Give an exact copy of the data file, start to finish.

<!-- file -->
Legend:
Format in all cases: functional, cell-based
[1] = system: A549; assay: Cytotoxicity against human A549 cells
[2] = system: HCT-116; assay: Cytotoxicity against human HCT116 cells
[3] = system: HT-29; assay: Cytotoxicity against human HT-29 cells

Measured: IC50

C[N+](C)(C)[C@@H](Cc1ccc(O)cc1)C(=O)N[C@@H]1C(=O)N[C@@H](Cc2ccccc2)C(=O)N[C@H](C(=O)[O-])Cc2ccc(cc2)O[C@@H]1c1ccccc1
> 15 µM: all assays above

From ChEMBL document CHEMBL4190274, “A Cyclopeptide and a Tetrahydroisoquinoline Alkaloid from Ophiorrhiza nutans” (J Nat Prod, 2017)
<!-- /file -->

Legend:
Format in all cases: functional, cell-based
[1] = system: A549; assay: Cytotoxicity against human A549 cells
[2] = system: HCT-116; assay: Cytotoxicity against human HCT116 cells
[3] = system: HT-29; assay: Cytotoxicity against human HT-29 cells

Measured: IC50

C[N+](C)(C)[C@@H](Cc1ccc(O)cc1)C(=O)N[C@@H]1C(=O)N[C@@H](Cc2ccccc2)C(=O)N[C@H](C(=O)[O-])Cc2ccc(cc2)O[C@@H]1c1ccccc1
> 15 µM: all assays above

From ChEMBL document CHEMBL4190274, “A Cyclopeptide and a Tetrahydroisoquinoline Alkaloid from Ophiorrhiza nutans” (J Nat Prod, 2017)